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December 2001 / Terrorism

Question Mark
Ask the Superintendent: Terrorism
Superintendent's Column
Peninsula Clarion
D. Peterson

November 7, 2001

Although all of us are trained in critical incident preparedness, none of us are prepared for the sheer horror of the events of September 11, 2001. Interestingly enough, the schools were the first place that the community and media looked to when they wanted to know what was going on. It was kind of like, "if the schools are okay, then we can get through this." Granted, we deal with crisis every day but there are small crisis and then there are CRISIS. This was certainly the latter. We believe that the reason that many looked to the school for leadership was that we had already had to face the unthinkable with Columbine. We constantly drill on anticipating the unknown, overcoming the seemingly impossible, and trying to keep things as normal as possible for the majority of students.

Everyone nationally is grappling with this tragedy. Those agencies or cities reacting most successfully have some common traits - continuous dynamic leadership, a caring, involved community, and focused efforts and follow through. We all took heart from watching our leaders attempt to provide information while at the same time grieving deeply. Every single individual in this country was touched and we very quickly learned that we would have to have a local response to the national issue.

So, when the rubber met the road on September 11th, what happened in the Kenai Peninsula Borough School District? As with most individuals, the morning news seemed unreal. The calls began shortly after the first news release. The message to principals was the same - please get to school and meet with your critical incident team, we'll be doing the same in central office. I called the media and let them know that we were planning to start school as normal and that we would keep them posted with any changes. We made calls to the outlying school principals that might not have easy access to media coverage to make sure they knew what was going on.

The first meeting of senior management in central office (the critical incident team) set the following guiding principles. When you have a district as diverse as ours, setting the parameters for how decisions around going to be made is a worthwhile exercise. Our efforts/response were based on the following:

  1. Communication would be clear and regular to building administrators, the school board, and those central office individuals manning phones
  2. Whenever possible, the school site would make the call for how something was handled
  3. Whenever possible, business would proceed as normal as possible under the circumstances
  4. A member of the leadership team would be immediately available to respond to individual situations and concerns from schools

At 8:30, the first district wide communication went out via e-mail. The technology system could have been strained by the sheer infrastructure "load" as classrooms and offices were running streamed video of the tragedy, but it wasn't. We were thrilled that our capacity to communicate was so good - thank goodness for the technology plan! We reminded administrators that a calm manner is good, that a routine helps children cope, and that people react differently and have different needs. We gave specific instruction in how attendance would be noted and options for evening activities. We talked about the age appropriateness of media review by children and the importance of teachable moments that would present themselves all day. We dispelled rumors and provided accurate information about the State response and expectation.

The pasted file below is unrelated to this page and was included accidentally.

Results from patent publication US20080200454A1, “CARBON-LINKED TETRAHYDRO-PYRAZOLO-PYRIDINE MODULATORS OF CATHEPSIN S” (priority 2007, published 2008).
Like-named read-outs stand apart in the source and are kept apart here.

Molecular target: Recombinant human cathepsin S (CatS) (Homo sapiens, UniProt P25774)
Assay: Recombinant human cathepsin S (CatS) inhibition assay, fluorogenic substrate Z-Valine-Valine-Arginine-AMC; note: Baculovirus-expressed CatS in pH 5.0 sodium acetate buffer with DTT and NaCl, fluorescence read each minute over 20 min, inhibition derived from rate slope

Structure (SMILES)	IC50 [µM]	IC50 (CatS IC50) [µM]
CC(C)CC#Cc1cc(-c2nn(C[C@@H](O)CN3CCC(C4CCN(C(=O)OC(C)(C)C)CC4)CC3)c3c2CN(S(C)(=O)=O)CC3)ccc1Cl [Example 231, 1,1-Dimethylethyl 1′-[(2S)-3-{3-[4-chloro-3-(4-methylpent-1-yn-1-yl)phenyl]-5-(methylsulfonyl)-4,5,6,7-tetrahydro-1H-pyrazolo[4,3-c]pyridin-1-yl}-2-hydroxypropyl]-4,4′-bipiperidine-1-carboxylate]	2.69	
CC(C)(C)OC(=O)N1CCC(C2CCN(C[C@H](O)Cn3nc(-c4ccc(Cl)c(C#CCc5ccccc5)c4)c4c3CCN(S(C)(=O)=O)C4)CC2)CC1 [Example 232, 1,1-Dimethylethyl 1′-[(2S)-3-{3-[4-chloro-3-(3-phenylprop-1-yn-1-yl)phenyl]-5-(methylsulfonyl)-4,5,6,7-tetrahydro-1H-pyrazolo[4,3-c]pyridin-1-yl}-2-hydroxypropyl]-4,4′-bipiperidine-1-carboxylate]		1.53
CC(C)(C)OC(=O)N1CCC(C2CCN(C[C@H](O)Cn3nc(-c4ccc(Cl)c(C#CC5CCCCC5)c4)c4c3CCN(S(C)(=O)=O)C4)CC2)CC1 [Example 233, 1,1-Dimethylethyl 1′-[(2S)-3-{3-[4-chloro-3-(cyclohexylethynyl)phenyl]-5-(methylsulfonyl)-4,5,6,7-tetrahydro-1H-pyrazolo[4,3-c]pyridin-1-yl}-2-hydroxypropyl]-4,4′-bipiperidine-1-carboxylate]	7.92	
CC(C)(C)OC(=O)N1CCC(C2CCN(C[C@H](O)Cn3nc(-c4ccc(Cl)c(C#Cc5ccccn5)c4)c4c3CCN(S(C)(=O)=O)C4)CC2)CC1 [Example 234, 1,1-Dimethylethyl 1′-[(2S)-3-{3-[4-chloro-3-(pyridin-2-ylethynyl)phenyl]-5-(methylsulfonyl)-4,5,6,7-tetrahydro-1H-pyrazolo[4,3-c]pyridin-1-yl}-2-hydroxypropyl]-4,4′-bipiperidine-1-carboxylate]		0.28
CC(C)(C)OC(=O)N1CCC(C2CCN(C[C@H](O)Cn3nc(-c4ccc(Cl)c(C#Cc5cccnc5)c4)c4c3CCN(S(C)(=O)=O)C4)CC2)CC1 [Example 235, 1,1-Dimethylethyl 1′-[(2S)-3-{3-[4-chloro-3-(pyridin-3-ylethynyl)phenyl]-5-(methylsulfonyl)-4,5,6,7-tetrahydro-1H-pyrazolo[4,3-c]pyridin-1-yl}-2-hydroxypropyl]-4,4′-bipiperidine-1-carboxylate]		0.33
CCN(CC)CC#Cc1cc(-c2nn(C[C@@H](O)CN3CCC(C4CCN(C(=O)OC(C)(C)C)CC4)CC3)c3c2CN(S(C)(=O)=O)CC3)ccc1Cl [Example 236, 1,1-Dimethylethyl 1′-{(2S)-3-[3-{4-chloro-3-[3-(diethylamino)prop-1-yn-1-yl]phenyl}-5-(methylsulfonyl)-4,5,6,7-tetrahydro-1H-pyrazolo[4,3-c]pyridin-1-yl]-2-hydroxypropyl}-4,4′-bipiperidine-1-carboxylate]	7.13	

Every two hours we met in central office to determine next steps and communication. The behind the scenes heroes who cleared calendars and schedules, made sure that calls were answered promptly and messages received, warrant a special thank you. It still surprises us that out of 1200 employees, only one had an immediate family member lost in the World Trade Center. However, several individuals and families were involved with indirect family members, roommates, and friends lost or directly impacted. We were able to post a message on the web for all readers noting links to important sites for parents and information about cancellations of events. At the end of the day, it was evident that a herculean effort on the part of all employees had taken place. ALL had put aside personal fears and needs for the good of the students. Now it was time for everyone to go home and reflect on an event that still makes no sense.

Many of know that grieving is a long-term process, one that occurs over time but not all of the time. At an administrator meeting in late October, sixty administrators from the Kenai Peninsula Borough School District came together to talk as a large group for the first time since September 11th. We had planned an hour-long activity in an otherwise packed agenda to briefly share what happened in schools on the day of the tragedy. This activity took on a life of its own, lasting more than three hours. It was evident that all of us were deeply and profoundly affected and as leaders responsible for the welfare of others, we needed to have a time to process our thoughts in a safe environment. Since that day, I've taken the opportunity in the circles of friends I'm associated with to take a few extra minutes and talk/listen with people about the disaster - it is very obvious that we need lots more time to process and grieve and try to make meaning. Let's continue to count our blessings, work together to make the country and community strong, and be there for each other - after all, that's what life is really all about.


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